The company debuted the vehicle at the end of 1987 with pricing set at US$142,900, although that number could vary depending on whether a given customer ordered it directly from Ruf or brought in a car purchased via dealer for conversion. Ruf manufactured only 29 cars from chassis bought from Porsche; about 20–30 cars were built from customers



Ruf rated the CTR at 469 PS (345 kW; 463 hp) and 408 lb⋅ft (553 N⋅m) of torque. It is said that the official power output of 469 PS was the lowest dynamometer reading of all the CTR engines tested while the average figure was closer to 500 PS (368 kW; 493 hp) or even higher.[4][5][2]

Much attention was given to aerodynamic considerations, with the body being de-guttered/seam welded and the use of filler panels for the door pillars and 935-style mirrors. Prototype models had NACA-style intercooler intake ducts over the rear fenders (later dropped, as it was discovered that air was pulled out, rather than in, at speed due to a low-pressure area), while later models had additional slots in the rear bumper corners for the air to exit.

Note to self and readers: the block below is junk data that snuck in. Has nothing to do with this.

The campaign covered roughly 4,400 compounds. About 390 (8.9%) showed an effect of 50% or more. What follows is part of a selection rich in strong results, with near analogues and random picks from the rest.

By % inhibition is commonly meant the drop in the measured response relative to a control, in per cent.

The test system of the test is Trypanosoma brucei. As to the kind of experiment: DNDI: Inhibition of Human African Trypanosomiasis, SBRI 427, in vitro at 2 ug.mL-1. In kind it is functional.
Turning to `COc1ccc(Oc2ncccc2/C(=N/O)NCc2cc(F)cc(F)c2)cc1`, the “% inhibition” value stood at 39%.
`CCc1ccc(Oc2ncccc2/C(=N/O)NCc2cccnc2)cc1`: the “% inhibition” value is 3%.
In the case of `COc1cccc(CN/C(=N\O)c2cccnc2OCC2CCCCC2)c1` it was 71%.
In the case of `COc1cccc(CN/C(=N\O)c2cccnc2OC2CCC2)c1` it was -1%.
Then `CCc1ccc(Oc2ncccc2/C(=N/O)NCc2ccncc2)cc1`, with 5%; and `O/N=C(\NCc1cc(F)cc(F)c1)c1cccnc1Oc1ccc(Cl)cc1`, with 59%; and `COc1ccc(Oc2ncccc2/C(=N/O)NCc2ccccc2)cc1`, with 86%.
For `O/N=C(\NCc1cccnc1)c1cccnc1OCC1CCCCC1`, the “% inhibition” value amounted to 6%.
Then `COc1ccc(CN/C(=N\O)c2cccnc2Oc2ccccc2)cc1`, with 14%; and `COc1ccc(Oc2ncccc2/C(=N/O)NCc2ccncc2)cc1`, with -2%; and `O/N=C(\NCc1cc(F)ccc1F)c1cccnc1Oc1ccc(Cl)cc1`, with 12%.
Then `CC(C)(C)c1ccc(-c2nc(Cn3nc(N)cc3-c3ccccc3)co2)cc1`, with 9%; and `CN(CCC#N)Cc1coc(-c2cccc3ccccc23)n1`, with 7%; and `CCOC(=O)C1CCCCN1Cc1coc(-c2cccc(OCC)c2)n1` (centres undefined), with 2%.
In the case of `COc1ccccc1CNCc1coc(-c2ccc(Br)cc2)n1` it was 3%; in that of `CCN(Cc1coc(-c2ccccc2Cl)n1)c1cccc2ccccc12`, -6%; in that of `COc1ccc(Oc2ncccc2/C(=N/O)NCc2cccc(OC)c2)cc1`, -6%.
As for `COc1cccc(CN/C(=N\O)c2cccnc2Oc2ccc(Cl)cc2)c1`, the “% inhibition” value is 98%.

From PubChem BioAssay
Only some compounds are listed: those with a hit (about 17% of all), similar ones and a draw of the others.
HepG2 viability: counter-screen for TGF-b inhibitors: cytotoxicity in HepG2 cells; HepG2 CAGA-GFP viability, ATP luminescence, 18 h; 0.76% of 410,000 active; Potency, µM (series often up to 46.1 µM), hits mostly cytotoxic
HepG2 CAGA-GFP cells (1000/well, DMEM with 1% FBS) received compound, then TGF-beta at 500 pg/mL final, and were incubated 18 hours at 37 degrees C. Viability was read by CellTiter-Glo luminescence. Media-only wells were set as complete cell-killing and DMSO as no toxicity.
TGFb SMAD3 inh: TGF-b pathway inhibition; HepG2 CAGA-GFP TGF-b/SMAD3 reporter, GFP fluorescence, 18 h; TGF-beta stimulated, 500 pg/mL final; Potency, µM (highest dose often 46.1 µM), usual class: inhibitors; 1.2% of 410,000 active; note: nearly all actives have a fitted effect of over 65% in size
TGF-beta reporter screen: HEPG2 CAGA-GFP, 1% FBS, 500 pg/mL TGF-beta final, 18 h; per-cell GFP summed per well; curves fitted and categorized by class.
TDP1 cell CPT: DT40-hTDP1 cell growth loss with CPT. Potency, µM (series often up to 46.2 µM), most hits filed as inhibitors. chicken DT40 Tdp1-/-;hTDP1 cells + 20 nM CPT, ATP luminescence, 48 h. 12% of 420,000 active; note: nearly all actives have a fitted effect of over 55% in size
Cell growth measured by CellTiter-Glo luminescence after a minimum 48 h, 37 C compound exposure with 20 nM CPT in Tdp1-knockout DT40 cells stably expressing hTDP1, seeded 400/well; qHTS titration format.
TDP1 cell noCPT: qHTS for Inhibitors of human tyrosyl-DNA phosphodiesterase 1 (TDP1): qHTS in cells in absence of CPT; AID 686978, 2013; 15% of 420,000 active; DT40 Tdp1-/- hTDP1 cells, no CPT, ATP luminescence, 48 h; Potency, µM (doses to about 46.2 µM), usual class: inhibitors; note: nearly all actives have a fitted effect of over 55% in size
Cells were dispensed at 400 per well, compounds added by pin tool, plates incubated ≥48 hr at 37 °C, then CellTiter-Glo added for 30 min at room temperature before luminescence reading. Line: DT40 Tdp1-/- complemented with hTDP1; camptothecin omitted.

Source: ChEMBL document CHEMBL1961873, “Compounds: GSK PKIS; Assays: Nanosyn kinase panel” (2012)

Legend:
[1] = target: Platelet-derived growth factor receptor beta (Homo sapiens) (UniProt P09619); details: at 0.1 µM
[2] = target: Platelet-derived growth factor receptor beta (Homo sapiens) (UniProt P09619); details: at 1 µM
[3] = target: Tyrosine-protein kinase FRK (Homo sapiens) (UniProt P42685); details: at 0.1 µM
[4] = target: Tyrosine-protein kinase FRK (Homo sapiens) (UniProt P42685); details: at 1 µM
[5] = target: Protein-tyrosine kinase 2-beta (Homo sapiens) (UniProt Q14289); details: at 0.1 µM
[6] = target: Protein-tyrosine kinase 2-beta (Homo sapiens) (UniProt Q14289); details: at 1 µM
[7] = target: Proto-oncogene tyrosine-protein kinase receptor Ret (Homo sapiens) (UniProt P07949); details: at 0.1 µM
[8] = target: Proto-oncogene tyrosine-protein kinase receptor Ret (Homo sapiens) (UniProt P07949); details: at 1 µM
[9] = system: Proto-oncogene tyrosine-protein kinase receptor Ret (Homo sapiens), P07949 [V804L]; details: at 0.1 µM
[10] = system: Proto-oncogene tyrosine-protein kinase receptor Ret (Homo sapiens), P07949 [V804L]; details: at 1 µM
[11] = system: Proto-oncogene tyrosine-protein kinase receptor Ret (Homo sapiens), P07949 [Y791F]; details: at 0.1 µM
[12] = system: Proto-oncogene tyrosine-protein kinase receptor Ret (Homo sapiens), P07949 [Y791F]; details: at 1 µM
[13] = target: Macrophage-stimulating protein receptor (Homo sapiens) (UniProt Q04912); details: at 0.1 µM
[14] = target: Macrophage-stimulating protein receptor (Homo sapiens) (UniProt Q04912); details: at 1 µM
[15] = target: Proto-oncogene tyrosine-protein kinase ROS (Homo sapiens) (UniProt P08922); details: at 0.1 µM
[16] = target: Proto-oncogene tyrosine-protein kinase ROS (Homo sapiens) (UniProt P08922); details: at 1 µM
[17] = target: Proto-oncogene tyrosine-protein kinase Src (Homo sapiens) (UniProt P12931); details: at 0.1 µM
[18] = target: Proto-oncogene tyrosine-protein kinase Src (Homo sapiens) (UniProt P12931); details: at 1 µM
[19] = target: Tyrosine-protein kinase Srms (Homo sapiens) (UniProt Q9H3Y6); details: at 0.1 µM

Weighing in at 2,535 lb (1,150 kg), the CTR had a 0-60 mph acceleration time of 3.65 seconds and a top speed in excess of 210 mph. Although the Porsche 959 was faster in terms of acceleration to 60 mph, the Yellowbird could outperform all competition when it came to top speed, topping out at 342 km/h (213 mph), a top speed that made it the fastest production car in the world at the time of its introduction.[4][6][7]

Technical specifications[8][9][edit]

The CTR could generally outperform most of the other high performance cars of the time, including the Ferrari Testarossa and Lamborghini Countach.[10] In addition, despite being slower than the Porsche 959 in accelerating from 0-60 mph, it could outperform the Porsche 959, Ferrari F40 and the Lamborghini Diablo accelerating from 0-100 mph and attain a higher top speed.[2][7]

The CTR was also a highly competent track vehicle, and for several years it held the unofficial lap record at the Nürburgring-Nordschleife track.

Test results by Autocar:

  • 0–30 mph (48 km/h): 1.69 seconds[6]
  • 0–60 mph (97 km/h): 3.65 seconds[6]
  • 0–100 mph (161 km/h): 6.71 seconds[6]
  • 0–150 mph (241 km/h): 14.59 seconds[6]
  • 0–200 mph (322 km/h): 35.57 seconds[6]
  • Standing mile: 27.7 seconds at 304.34 km/h (189.11 mph)[6]
  • 0–100–0 mph: 11.85 seconds[6]
  • 0–200–0 mph: 47.20 seconds[6]

Test results by other magazines:

  • 0–100 km/h (62 mph): 4.1 seconds[1]
  • 0–200 km/h (124 mph): 10.5 seconds[12]
  • Standing 1/4 mile (402 m): 11.7 s at 215 km/h (133.5 mph)[10]
  • 0–1,000 m: 20.9 seconds[1]
  • Top speed: 342 km/h (213 mph)[7]
  • 1280px-Ruf-CTR-Yellowbird-interior.jpg